And gives a life to what is dead and dust,
Ascribing value, love where there was lust,
In all his writings, common turned to lore.

But this sweet minute cannot come again
And adding meaning’s mass would wear it thin.

Mariners

We are mariners, mariners we,

made for the land, parted from sea

from that second day and still –

striving as on the earth to fill-

drawn by its alluring, billowy waves-

we drink down the depths

to find watery graves.

.

We hear the call, that age-old call,

a whisper first, a breeze enthralls,

that grows and storms, restless ocean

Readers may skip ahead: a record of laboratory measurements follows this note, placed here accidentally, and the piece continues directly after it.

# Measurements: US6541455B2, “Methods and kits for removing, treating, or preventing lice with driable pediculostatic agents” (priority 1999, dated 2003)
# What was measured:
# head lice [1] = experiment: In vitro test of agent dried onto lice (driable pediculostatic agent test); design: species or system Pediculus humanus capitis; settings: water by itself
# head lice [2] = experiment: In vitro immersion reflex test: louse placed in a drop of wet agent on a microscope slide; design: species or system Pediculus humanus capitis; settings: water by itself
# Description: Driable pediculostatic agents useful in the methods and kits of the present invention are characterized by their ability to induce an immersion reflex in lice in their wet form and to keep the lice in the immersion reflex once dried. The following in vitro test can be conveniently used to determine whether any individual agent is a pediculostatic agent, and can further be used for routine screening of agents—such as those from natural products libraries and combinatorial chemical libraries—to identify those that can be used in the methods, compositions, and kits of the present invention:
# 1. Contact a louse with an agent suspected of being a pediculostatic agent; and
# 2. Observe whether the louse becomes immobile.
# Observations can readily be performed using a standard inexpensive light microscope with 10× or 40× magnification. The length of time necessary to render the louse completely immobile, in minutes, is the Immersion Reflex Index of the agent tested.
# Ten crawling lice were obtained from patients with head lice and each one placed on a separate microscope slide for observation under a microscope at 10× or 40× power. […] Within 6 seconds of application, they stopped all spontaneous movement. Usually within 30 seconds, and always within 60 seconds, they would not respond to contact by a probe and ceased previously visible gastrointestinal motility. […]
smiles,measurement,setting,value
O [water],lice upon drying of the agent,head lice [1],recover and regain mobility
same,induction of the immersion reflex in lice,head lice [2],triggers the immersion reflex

which floods within the hearts of men.

And from our own mouths, it ever rails:

“Depart, depart, and set your sails!”

.

And so headlong into the deep

we crash from quick-eroding beach.

Toeing the sand was never enough;

we ached to ride the riptides rough.

.

Water there upon land gives life

but here the salt-foam drains it dry.

But never we stop to ponder: why?

Why to the sea, which roars, “Stay back!”

Why tempt a beast, that is bound to attack?

But the sea is within us; we ate of its fruit

it drowns from inside ’til shore zephyrs fall mute.

.

We fashion our ships, believing them arks

to keep us safe from the ghostly white sharks.

But up on their decks as we voyage across

we all yet shoot down heaven’s albatross.

.

Best stay inland, best anchor your soul.

Our bodies might swim, but this old sailor knows:

there is no raft or vessel that might

bear us when the steady dock’s out of sight.

Cast out the life-sucking salt in your heart!

Rebuff its waves with its own cry: “Depart!”